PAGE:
Last updated February 1, 2018 at 1:30 pm
Tasmanian tigers, despite their stripes, look a lot more dog-like than a tiger. But dogs and Tasmanian tigers, also known as thylacines, split away from each other over 160 million years ago, and are some of the most distantly related mammals. Their striking resemblance is one of the best examples of convergent evolution, the idea that animals might take different evolutionary pathways to reach the same destination. Species end up evolving similar structures or features to solve a similar purpose or make use of a certain resource, without being evolutionarily closely related at all.
Take the spiny mammals. There’s the marsupial echidna, the hedgehog and the porcupine, who have all independently evolved spines, really just modified hairs, as a form of defense. So while the echidna may look related to a porcupine, it’s much more closely related evolutionarily speaking to a platypus.
Similarly, the Tasmanian tiger is much more closely related to wallaby than a dingo. Apart from its pouch, common to all marsupials, it was virtually indistinguishable from from modern canids (dogs). So how did this Aussie marsupial end up looking so much like a dog?
Researchers turned to the Museum Victoria collection, which houses a 108-year-old thylacine pup, preserved in a jar of alcohol. They were able to extract DNA from this specimen and sequence the Tasmanian Tiger genome. Getting intact DNA out of such an old specimen is not easy.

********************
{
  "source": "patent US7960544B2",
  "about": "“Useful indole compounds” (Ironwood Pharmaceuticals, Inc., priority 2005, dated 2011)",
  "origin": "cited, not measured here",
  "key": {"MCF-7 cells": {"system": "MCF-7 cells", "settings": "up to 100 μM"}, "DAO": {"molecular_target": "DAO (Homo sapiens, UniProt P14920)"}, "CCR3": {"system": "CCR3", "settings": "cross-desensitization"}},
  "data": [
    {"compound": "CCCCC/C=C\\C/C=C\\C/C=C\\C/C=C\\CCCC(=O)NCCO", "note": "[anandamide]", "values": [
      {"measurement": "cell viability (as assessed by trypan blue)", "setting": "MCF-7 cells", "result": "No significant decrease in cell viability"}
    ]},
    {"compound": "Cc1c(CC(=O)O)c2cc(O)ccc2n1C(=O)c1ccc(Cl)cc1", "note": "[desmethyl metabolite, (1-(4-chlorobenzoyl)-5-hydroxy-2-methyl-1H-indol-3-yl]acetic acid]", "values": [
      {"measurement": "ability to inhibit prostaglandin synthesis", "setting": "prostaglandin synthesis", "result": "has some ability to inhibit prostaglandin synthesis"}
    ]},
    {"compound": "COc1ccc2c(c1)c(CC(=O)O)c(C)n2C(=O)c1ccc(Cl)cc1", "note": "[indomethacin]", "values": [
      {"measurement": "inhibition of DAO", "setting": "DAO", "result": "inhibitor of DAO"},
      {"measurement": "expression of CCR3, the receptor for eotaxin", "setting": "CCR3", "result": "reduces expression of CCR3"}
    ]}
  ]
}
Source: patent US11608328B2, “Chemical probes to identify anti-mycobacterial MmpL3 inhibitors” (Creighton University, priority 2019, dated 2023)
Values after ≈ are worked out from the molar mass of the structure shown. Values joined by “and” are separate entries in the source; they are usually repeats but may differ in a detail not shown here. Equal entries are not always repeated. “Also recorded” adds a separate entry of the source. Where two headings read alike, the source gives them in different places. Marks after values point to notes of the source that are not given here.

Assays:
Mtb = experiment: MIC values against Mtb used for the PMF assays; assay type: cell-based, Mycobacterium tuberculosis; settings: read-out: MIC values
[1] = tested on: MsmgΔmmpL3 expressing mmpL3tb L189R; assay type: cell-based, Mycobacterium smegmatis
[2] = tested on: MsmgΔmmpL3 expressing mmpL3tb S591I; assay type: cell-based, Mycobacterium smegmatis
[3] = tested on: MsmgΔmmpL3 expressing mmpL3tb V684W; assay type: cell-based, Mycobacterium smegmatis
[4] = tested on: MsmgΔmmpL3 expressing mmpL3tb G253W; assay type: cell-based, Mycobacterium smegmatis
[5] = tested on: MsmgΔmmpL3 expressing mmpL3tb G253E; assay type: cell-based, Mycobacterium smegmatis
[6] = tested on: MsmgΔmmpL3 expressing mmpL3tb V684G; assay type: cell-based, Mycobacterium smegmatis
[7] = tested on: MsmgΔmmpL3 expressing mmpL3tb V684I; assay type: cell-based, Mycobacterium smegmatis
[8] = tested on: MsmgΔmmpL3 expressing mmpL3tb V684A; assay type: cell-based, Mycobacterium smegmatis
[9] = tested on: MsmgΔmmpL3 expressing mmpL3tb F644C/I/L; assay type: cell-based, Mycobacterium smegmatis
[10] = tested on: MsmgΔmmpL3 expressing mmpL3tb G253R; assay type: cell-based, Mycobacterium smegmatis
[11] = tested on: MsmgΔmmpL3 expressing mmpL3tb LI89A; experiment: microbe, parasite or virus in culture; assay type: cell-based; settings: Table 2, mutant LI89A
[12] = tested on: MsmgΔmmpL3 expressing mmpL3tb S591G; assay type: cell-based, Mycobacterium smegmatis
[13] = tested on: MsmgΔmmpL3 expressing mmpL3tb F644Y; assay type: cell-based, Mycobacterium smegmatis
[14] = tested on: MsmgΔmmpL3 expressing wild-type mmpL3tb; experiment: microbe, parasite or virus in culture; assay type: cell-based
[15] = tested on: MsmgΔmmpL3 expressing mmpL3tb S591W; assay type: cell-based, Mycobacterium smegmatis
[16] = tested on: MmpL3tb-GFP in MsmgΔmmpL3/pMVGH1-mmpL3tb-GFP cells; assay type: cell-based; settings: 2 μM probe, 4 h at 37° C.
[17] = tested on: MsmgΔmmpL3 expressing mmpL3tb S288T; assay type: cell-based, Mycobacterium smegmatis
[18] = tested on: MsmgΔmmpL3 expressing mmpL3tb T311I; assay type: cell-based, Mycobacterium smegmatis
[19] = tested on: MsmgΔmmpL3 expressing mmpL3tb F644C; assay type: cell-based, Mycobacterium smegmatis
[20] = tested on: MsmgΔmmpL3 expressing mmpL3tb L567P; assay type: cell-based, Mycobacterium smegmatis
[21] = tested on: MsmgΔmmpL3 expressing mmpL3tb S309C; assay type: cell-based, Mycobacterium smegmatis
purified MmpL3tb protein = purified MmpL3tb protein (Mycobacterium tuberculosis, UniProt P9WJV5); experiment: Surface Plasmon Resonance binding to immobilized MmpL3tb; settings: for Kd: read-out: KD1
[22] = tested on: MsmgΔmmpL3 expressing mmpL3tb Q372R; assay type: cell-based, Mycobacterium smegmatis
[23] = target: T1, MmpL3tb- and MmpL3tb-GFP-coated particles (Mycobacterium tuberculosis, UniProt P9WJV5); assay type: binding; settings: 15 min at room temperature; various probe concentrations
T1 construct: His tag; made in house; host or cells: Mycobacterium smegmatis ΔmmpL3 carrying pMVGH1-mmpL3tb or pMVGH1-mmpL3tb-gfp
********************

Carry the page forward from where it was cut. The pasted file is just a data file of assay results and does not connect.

“The DNA tends to leach out of the specimen into the alcohol over time” says Prof Alan Cooper, from the Australian Centre for Ancient DNA at the University of Adelaide and one of the study’s authors, “Museum curators often change the alcohol whenever it gets cloudy, meaning more DNA diffusion into the newly added alcohol.” The team was lucky in this case though, says Alan, “the specimen was not so old and somehow the DNA preservation was great.”
Analysis of the genome shows that Tasmanian tigers experienced a steep decline in genetic diversity around 70,000 – 120,000 years ago, before human colonisation of Australia during a time that coincided with glacial climate changes.
Researchers then compared the head shape of the thylacine to other mammals, including modern canids like wolves, coyotes, red fox, arctic fox and jackals. They showed that there was exceptional convergent evolution between thylacines and canids, with the thylacine showing more closely related skull shape to the red fox or grey wolf than to its nearest genetic relatives.
The researchers conclude that this convergent evolution is not due to natural selection acting on similar protein-coding genes, but instead on regions that regulate how and when genes are expressed. These regions have much more “evolutionary flexibility”, and may be particularly important in how body patterns evolve.
Next up the Australian Centre for Ancient DNA will be sequencing the mainland thylacine genome, a population distinct from the isolated Tasmanian population sequenced in this study. But don’t get your hopes up for any Jurassic Park style resurrections. “We’re never going to bring these species back,” says Prof Alan Cooper, “genome sequencing or otherwise.”